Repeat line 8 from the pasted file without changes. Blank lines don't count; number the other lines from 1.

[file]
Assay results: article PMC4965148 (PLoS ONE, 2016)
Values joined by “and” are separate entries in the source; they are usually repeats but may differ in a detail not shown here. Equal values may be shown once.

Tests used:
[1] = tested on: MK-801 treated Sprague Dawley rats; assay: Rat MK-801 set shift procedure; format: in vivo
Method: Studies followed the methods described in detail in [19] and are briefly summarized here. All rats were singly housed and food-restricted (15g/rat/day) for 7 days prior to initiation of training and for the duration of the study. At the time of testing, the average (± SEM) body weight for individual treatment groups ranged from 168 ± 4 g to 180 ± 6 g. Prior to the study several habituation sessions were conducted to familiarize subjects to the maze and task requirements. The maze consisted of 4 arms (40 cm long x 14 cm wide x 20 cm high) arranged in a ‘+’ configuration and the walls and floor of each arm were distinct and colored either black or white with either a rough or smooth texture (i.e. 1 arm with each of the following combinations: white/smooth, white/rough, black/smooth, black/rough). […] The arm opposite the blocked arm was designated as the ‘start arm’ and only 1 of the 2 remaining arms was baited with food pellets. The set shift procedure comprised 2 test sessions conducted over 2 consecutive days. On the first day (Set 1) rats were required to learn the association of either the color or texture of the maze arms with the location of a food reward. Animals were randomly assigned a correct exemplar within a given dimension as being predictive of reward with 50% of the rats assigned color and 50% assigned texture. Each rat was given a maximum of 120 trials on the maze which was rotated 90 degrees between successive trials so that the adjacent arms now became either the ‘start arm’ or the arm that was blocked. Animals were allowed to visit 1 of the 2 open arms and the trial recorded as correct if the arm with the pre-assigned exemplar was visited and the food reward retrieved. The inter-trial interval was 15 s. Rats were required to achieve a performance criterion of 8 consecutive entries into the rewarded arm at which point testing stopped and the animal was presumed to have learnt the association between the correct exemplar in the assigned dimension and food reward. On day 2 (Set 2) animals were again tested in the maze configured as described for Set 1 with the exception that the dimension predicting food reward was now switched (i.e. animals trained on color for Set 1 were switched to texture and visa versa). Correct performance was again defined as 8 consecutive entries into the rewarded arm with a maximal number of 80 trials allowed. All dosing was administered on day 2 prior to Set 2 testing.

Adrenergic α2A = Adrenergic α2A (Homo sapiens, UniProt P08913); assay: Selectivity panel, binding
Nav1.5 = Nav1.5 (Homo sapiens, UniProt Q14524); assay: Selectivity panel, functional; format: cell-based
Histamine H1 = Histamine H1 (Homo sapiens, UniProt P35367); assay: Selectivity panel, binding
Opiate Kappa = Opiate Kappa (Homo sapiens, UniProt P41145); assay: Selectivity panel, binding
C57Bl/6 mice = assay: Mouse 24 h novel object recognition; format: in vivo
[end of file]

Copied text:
Histamine H1 = Histamine H1 (Homo sapiens, UniProt P35367); assay: Selectivity panel, binding